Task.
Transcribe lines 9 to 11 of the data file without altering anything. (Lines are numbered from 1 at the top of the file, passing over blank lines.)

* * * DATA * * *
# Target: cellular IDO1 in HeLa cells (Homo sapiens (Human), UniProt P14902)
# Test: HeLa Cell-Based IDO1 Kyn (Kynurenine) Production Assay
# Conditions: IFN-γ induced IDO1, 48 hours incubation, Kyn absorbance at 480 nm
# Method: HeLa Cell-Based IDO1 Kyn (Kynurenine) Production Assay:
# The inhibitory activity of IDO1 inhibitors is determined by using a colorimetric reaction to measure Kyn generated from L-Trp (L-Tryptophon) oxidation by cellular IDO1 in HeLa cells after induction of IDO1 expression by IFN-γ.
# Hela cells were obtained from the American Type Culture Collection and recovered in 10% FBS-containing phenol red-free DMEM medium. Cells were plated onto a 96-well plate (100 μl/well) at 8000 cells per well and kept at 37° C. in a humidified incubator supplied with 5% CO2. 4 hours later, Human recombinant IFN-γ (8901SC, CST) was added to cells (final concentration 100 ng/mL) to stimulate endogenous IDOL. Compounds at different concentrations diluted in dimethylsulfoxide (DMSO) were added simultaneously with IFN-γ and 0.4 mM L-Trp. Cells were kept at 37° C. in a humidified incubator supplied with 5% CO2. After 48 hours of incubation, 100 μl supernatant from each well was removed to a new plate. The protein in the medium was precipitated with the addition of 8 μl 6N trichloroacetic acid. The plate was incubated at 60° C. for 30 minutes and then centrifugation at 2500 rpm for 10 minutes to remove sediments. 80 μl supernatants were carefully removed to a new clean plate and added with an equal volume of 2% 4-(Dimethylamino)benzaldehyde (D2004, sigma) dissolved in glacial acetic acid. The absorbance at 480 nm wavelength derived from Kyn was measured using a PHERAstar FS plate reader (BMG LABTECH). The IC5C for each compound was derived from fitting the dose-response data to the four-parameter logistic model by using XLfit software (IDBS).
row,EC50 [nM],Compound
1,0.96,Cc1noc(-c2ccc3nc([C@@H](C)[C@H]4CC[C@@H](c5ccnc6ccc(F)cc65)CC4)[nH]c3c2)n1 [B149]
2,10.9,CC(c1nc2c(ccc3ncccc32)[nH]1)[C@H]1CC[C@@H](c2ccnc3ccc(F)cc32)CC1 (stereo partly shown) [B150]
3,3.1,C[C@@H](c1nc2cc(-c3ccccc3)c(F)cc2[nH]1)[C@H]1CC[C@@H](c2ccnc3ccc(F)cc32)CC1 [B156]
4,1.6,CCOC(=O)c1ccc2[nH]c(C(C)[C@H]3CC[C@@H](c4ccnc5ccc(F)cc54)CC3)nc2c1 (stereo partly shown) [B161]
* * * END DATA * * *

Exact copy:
2,10.9,CC(c1nc2c(ccc3ncccc32)[nH]1)[C@H]1CC[C@@H](c2ccnc3ccc(F)cc32)CC1 (stereo partly shown) [B150]
3,3.1,C[C@@H](c1nc2cc(-c3ccccc3)c(F)cc2[nH]1)[C@H]1CC[C@@H](c2ccnc3ccc(F)cc32)CC1 [B156]
4,1.6,CCOC(=O)c1ccc2[nH]c(C(C)[C@H]3CC[C@@H](c4ccnc5ccc(F)cc54)CC3)nc2c1 (stereo partly shown) [B161]